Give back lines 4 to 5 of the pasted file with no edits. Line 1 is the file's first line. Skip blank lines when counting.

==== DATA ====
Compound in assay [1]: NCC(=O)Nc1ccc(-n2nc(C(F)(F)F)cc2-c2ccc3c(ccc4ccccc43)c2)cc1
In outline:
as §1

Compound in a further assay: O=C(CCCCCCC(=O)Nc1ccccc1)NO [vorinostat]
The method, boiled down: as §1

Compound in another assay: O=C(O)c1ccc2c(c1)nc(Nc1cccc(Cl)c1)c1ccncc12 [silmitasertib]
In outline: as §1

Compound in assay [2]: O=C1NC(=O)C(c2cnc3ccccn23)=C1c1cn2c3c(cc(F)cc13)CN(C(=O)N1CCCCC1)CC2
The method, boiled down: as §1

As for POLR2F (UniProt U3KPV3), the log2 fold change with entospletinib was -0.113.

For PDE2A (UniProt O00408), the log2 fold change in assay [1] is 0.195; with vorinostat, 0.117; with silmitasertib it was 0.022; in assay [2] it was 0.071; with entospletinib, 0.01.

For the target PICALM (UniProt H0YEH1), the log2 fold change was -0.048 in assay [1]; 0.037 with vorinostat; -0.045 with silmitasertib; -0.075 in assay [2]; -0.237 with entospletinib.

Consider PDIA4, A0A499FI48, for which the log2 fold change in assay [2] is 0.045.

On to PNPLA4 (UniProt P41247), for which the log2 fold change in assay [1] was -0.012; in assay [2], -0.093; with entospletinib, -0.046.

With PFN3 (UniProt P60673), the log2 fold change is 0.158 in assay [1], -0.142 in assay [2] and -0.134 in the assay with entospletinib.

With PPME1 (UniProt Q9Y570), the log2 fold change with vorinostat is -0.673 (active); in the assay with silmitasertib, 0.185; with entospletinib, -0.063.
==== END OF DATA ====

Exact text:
Compound in a further assay: O=C(CCCCCCC(=O)Nc1ccccc1)NO [vorinostat]
The method, boiled down: as §1